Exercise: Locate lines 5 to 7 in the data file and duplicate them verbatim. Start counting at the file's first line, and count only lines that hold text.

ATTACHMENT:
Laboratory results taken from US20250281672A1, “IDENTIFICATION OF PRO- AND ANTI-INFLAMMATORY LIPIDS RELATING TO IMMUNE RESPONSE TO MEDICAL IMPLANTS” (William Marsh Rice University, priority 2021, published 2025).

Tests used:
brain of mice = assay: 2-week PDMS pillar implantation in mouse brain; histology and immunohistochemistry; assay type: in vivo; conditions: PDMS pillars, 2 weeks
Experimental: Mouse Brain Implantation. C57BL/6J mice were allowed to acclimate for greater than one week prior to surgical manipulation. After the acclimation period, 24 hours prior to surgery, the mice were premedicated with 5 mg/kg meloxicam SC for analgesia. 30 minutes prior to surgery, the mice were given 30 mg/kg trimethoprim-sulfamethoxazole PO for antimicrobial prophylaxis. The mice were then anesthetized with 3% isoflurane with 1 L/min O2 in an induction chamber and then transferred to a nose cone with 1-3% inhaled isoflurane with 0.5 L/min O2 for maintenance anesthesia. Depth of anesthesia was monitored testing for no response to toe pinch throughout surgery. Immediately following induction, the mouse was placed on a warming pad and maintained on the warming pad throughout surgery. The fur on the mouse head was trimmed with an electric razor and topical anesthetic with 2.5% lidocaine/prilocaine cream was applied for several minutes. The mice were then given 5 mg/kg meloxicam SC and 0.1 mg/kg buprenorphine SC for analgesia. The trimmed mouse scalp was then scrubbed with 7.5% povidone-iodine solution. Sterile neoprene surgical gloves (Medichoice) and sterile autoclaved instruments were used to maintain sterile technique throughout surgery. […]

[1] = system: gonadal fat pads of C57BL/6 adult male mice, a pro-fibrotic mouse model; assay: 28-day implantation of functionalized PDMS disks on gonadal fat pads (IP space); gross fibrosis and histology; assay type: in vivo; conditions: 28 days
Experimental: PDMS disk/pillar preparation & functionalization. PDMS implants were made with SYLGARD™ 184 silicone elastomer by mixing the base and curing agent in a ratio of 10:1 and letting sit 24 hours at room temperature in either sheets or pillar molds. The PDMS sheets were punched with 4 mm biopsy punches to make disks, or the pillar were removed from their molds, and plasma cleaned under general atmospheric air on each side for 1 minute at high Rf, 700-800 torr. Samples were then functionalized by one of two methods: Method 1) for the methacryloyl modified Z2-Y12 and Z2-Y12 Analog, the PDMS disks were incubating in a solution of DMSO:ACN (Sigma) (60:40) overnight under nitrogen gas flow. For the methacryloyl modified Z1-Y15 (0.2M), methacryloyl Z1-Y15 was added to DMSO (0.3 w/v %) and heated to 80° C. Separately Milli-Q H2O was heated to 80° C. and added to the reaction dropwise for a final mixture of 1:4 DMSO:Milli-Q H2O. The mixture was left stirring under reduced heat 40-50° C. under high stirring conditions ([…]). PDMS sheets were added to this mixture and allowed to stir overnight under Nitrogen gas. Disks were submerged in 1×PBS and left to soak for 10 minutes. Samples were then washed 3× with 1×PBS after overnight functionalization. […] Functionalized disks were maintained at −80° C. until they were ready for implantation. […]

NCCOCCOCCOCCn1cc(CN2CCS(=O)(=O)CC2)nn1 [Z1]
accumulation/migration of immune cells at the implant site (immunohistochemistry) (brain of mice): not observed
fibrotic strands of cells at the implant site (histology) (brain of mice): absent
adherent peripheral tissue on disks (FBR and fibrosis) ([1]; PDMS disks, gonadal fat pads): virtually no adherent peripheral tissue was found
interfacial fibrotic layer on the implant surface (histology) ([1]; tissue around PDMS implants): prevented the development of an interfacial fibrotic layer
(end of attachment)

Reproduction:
[1] = system: gonadal fat pads of C57BL/6 adult male mice, a pro-fibrotic mouse model; assay: 28-day implantation of functionalized PDMS disks on gonadal fat pads (IP space); gross fibrosis and histology; assay type: in vivo; conditions: 28 days
Experimental: PDMS disk/pillar preparation & functionalization. PDMS implants were made with SYLGARD™ 184 silicone elastomer by mixing the base and curing agent in a ratio of 10:1 and letting sit 24 hours at room temperature in either sheets or pillar molds. The PDMS sheets were punched with 4 mm biopsy punches to make disks, or the pillar were removed from their molds, and plasma cleaned under general atmospheric air on each side for 1 minute at high Rf, 700-800 torr. Samples were then functionalized by one of two methods: Method 1) for the methacryloyl modified Z2-Y12 and Z2-Y12 Analog, the PDMS disks were incubating in a solution of DMSO:ACN (Sigma) (60:40) overnight under nitrogen gas flow. For the methacryloyl modified Z1-Y15 (0.2M), methacryloyl Z1-Y15 was added to DMSO (0.3 w/v %) and heated to 80° C. Separately Milli-Q H2O was heated to 80° C. and added to the reaction dropwise for a final mixture of 1:4 DMSO:Milli-Q H2O. The mixture was left stirring under reduced heat 40-50° C. under high stirring conditions ([…]). PDMS sheets were added to this mixture and allowed to stir overnight under Nitrogen gas. Disks were submerged in 1×PBS and left to soak for 10 minutes. Samples were then washed 3× with 1×PBS after overnight functionalization. […] Functionalized disks were maintained at −80° C. until they were ready for implantation. […]

NCCOCCOCCOCCn1cc(CN2CCS(=O)(=O)CC2)nn1 [Z1]